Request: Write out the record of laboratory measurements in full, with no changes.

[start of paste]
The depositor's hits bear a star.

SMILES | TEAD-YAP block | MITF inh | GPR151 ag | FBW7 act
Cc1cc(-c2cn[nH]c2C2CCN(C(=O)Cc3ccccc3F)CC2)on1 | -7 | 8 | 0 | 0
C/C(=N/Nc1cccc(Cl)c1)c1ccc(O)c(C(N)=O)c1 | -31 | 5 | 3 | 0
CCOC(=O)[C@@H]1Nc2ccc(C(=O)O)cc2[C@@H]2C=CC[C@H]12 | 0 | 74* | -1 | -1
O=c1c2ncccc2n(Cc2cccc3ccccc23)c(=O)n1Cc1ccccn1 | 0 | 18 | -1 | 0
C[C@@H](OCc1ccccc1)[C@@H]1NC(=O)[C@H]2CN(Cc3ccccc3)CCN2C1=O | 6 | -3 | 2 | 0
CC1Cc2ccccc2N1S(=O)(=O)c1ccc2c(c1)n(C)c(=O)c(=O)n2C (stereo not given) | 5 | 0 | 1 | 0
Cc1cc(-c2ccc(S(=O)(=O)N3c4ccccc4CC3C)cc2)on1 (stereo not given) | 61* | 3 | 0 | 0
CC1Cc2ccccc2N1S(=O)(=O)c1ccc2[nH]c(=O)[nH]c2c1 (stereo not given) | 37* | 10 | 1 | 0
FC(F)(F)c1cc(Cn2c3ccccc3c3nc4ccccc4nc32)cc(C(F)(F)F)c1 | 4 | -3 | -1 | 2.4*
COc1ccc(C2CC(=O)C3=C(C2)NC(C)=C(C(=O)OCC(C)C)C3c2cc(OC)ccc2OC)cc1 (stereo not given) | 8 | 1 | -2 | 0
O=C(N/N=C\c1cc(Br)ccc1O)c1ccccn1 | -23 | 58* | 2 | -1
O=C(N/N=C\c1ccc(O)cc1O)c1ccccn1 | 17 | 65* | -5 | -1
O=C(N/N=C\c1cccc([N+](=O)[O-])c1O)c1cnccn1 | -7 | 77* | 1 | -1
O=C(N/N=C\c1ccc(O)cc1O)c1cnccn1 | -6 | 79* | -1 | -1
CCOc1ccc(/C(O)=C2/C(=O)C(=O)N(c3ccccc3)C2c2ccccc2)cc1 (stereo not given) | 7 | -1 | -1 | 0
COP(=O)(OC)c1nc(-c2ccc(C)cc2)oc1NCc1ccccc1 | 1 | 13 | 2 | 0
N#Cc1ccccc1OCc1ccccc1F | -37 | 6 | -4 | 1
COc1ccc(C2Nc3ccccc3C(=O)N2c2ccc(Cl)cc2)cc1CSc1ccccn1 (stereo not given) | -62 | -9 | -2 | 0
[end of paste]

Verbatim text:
The depositor's hits bear a star.

SMILES | TEAD-YAP block | MITF inh | GPR151 ag | FBW7 act
Cc1cc(-c2cn[nH]c2C2CCN(C(=O)Cc3ccccc3F)CC2)on1 | -7 | 8 | 0 | 0
C/C(=N/Nc1cccc(Cl)c1)c1ccc(O)c(C(N)=O)c1 | -31 | 5 | 3 | 0
CCOC(=O)[C@@H]1Nc2ccc(C(=O)O)cc2[C@@H]2C=CC[C@H]12 | 0 | 74* | -1 | -1
O=c1c2ncccc2n(Cc2cccc3ccccc23)c(=O)n1Cc1ccccn1 | 0 | 18 | -1 | 0
C[C@@H](OCc1ccccc1)[C@@H]1NC(=O)[C@H]2CN(Cc3ccccc3)CCN2C1=O | 6 | -3 | 2 | 0
CC1Cc2ccccc2N1S(=O)(=O)c1ccc2c(c1)n(C)c(=O)c(=O)n2C (stereo not given) | 5 | 0 | 1 | 0
Cc1cc(-c2ccc(S(=O)(=O)N3c4ccccc4CC3C)cc2)on1 (stereo not given) | 61* | 3 | 0 | 0
CC1Cc2ccccc2N1S(=O)(=O)c1ccc2[nH]c(=O)[nH]c2c1 (stereo not given) | 37* | 10 | 1 | 0
FC(F)(F)c1cc(Cn2c3ccccc3c3nc4ccccc4nc32)cc(C(F)(F)F)c1 | 4 | -3 | -1 | 2.4*
COc1ccc(C2CC(=O)C3=C(C2)NC(C)=C(C(=O)OCC(C)C)C3c2cc(OC)ccc2OC)cc1 (stereo not given) | 8 | 1 | -2 | 0
O=C(N/N=C\c1cc(Br)ccc1O)c1ccccn1 | -23 | 58* | 2 | -1
O=C(N/N=C\c1ccc(O)cc1O)c1ccccn1 | 17 | 65* | -5 | -1
O=C(N/N=C\c1cccc([N+](=O)[O-])c1O)c1cnccn1 | -7 | 77* | 1 | -1
O=C(N/N=C\c1ccc(O)cc1O)c1cnccn1 | -6 | 79* | -1 | -1
CCOc1ccc(/C(O)=C2/C(=O)C(=O)N(c3ccccc3)C2c2ccccc2)cc1 (stereo not given) | 7 | -1 | -1 | 0
COP(=O)(OC)c1nc(-c2ccc(C)cc2)oc1NCc1ccccc1 | 1 | 13 | 2 | 0
N#Cc1ccccc1OCc1ccccc1F | -37 | 6 | -4 | 1
COc1ccc(C2Nc3ccccc3C(=O)N2c2ccc(Cl)cc2)cc1CSc1ccccn1 (stereo not given) | -62 | -9 | -2 | 0